21
June , 2018
Thursday

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Under the leadership of Dr. Aljernon J. Bolden as Principal Investigator (PI), the University of Illinois at Chicago College of Denistry recently developed and piloted an 18-month Dental School Outreach Program (DSOP) community partnership benefiting the health and well-being of vulnerable children at the El Valor social service agency and St. Malachy Elementary School.

Dr. Bolden is Associate Professor of Preventive and Public Health Sciences for the Department of Pediatric Denistry. El Valor is a non-profit organization in Chicago’s Pilsen community dedicated to helping children. St. Malachy is located on Chicago’s West Side.

Funding originated with the Kellogg Foundation and came through the American Dental Education Association (ADEA), which invited only three schools – the Howard University College of Dentistry, the University of Michigan School of Denistry, and the UIC College of Denistry – to apply “because of their track record of services to the underserved,” Dr. Bolden said. Each school received $100,000.

For El Valor infants and toddlers, students from the College performed infant oral assessment, fluoride varnish applications, and restorative and preventive services. A “dental home” was established for the children of the El Valor Early Headstart Program whereby oral health services were provided to El Valor infants by d-3s in the College’s clinical facilities. Each D-3 “adopted” a child and family.

Dental students were trained in mentoring and career counseling and provided those services to sixth, seventh-and eighth-grade students from St. Malachy. The College students introduced St. Malacy students to online resources concerning careers, emphasizing the ADEA “Exploring Health Careers” website, and provided them with general career counseling. They also mentored St. Malachy students concerning the youngsters’ science fair projects.

The goal was to encourage St. Malachy students to pursue healthcare careers and to improve the College students’ capacity to serve vulnerable populations as caregivers and role models.

Students in the College’s Hispanic Student Dental Association (HSDA) and the predominantly African American Student National Dental Association (SNDA) were the main point-persons for the DSOP, with the HSDA concentrating on El Valor and the NSDA concentrating on St. Malachy.

Dr. Bolden was chosen as PI because, he said, “my passion is designing and implementing community-based programs for vulnerable populations. You want somebody who has been involved in these things, and I have done that for both our predoc and graduate students, and I also have worked with philanthropic organizations such as Kellogg and the Robert Wood Johnson Foundation before.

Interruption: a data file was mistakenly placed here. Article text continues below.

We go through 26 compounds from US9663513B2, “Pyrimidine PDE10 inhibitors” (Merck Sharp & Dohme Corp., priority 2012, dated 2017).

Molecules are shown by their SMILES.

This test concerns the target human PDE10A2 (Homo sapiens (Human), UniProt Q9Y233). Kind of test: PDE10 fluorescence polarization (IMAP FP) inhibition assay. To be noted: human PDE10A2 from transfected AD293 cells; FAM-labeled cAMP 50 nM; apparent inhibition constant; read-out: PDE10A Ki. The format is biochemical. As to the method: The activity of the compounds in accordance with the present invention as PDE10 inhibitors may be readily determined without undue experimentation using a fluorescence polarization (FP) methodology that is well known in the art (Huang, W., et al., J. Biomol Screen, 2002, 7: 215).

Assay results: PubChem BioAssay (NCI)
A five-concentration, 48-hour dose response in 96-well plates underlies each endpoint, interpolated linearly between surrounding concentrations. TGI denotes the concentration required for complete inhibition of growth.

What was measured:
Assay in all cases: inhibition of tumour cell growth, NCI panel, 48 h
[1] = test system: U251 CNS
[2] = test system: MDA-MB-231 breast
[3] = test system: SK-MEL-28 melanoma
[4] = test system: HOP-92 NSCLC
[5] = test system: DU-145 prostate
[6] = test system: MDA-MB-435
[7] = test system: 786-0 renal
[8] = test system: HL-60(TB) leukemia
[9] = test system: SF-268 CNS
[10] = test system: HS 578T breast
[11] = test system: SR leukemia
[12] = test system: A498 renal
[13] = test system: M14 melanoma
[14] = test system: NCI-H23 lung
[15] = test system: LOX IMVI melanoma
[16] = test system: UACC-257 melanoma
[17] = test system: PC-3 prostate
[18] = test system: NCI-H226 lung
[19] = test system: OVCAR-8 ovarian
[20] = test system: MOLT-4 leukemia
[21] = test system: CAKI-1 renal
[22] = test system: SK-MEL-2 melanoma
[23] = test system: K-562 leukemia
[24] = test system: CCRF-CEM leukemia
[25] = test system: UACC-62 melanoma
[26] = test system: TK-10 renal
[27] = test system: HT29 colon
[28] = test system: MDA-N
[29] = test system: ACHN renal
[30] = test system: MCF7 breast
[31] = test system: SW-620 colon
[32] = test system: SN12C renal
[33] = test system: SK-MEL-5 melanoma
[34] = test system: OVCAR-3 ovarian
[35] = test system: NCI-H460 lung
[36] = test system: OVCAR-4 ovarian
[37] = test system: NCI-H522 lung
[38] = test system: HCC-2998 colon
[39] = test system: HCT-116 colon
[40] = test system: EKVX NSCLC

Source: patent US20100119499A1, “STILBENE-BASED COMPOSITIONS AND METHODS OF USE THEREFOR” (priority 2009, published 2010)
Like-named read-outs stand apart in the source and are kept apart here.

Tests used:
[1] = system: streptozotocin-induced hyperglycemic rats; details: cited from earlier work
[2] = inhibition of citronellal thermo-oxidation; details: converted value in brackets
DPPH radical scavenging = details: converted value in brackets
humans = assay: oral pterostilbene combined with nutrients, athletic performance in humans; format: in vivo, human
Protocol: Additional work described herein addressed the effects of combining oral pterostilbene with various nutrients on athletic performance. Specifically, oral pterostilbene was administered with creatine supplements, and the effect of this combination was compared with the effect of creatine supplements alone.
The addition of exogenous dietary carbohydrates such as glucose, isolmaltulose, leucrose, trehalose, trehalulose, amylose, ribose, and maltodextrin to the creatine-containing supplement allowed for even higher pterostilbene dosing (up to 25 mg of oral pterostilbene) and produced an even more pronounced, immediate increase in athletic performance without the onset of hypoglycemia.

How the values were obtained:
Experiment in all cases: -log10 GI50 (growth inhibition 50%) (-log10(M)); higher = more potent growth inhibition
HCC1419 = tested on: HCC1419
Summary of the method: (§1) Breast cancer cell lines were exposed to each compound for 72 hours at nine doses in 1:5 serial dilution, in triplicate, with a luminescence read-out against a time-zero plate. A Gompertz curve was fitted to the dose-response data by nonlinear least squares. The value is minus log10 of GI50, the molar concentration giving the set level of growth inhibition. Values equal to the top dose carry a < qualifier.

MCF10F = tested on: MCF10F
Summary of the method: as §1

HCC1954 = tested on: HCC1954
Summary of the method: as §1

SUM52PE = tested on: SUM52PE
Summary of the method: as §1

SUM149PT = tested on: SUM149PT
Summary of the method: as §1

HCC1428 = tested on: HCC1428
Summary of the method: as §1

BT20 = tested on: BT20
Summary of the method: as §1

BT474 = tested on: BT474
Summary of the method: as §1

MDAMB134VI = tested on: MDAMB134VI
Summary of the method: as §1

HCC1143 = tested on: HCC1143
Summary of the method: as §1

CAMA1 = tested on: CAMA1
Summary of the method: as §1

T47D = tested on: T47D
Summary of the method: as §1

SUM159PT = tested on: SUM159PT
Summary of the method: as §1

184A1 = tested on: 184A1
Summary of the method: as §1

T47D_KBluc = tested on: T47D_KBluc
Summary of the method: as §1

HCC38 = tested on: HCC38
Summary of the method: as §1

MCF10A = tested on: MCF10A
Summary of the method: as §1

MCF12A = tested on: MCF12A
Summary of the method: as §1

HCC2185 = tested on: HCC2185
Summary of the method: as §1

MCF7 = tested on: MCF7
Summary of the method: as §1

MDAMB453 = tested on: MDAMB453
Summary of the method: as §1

“We’re in the business of preparing high-quality healthcare providers who understand the issues of diversity and the needs of the community, and who, especially in a down economy, who can utilize resources efficiently,” Dr. Boldrn said. “The DSOP fit perfectly with that mission.”

El Valor and St. Malachy were natural partners for the College, Dr. Bolden said, because they already had participated in Give Kids a Smile Day, Healthy Smiles Week, and other programs at the College.

“SNDA put the St. Malachy into the Impressions Program, a national program of the National Dental Association’s SNDA to expose youngsters from underserved communities about the dental profession,” Dr. Bolden explained.

The work with El Valor youngsters was “a family model approach,” Dr. Bolden continued. “We were doing risks assessment of caries in the child, and would also learn if other children in the family were high-risk.”

The College was successful in meeting its goals, and even expanded on them.

“Even though the focus was on clinical services for El Valor youngsters, the HSDA said they would like to mentor the older El Valor youngsters as well,” Dr. Bolden explained. “So now HSDA members are offering career counseling to El Valor seventh and eighth graders. In addition, SNDA has ‘adopted’ St. Malachy’s and will continue to career counseling for its students.”

Dr. Caswell Evans, Associate Dean for prevention and Public Health Sciences, coordinated the project with ADEA. Dr. Darryl pendleton, Associate Dean for Student and Diversity Affairs, worked on student mentoring and coordinated with student organizations and the UIC Urban Health Program. Dr. Indru Punwani, Head, pediatric Dentistry, coordinated development of a “dental home” at the College for El Valor.

Dr. Christine Hryhorczuk, Director of Site Asssessment for Extramural Education, was responsible for community-based clinical services outreach coordination. Dr. Sahar Alrayyes, Predoctoral Clinic Director, Pediatric Dentistry, was the point of contact for student clinical services related to the DSOP. Dr. Anne Koerber, Director of Behavioral Science, consulted on the project. Dr. Christine Wu, Director of Cariology, Pediatric Dentistry, helped determine which children were high-risk.

The project may have conculded, but not the College’s commitment. “Dr. Pendleton and I are trying to tie in some of the activities with other grants or programs, so we can continue them,” Dr. Bolden concluded.

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